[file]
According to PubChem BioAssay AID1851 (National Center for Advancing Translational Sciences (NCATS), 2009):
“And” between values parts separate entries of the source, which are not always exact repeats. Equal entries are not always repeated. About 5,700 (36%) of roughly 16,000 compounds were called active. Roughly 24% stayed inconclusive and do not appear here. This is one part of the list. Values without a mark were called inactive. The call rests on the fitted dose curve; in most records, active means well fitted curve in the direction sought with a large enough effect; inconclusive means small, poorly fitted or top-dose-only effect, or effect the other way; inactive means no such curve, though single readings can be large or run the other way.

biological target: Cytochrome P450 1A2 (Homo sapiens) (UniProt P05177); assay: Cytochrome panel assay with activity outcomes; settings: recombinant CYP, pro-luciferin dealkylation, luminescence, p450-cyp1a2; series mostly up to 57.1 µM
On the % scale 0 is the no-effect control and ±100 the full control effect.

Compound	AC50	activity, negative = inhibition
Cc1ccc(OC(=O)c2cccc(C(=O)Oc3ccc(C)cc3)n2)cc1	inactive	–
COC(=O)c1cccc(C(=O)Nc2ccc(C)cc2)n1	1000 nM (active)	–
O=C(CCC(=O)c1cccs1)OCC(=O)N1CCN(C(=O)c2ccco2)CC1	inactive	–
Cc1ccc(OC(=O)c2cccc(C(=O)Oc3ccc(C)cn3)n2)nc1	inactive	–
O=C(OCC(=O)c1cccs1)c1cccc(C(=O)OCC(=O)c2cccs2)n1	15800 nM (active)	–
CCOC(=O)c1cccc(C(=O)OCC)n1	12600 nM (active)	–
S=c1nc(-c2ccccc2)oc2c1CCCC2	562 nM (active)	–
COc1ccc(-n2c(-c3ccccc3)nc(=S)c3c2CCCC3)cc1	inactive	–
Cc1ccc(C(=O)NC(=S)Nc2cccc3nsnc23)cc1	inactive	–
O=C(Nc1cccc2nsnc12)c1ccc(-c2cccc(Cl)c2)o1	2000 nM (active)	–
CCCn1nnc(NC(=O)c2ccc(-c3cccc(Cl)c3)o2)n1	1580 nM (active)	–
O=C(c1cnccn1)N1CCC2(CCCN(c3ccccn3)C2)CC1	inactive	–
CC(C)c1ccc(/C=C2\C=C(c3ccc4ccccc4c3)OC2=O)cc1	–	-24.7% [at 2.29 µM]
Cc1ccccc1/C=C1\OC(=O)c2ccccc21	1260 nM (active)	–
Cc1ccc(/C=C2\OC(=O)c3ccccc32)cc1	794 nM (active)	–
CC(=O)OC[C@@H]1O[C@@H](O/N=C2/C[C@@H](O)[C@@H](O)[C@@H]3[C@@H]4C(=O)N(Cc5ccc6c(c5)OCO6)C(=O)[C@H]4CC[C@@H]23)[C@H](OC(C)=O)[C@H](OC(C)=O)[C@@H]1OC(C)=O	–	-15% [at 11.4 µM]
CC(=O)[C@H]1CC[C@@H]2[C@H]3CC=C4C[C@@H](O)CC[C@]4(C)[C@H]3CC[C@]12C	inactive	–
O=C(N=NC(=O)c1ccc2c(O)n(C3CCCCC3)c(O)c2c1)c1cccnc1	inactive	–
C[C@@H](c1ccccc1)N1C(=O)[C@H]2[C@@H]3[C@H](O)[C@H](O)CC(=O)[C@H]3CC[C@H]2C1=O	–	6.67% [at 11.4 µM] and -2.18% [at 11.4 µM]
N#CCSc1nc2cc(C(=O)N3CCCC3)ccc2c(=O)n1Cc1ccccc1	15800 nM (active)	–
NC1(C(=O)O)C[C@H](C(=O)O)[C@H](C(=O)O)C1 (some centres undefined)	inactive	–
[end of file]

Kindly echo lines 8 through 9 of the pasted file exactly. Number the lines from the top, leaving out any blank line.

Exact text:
O=C(CCC(=O)c1cccs1)OCC(=O)N1CCN(C(=O)c2ccco2)CC1	inactive	–
Cc1ccc(OC(=O)c2cccc(C(=O)Oc3ccc(C)cn3)n2)nc1	inactive	–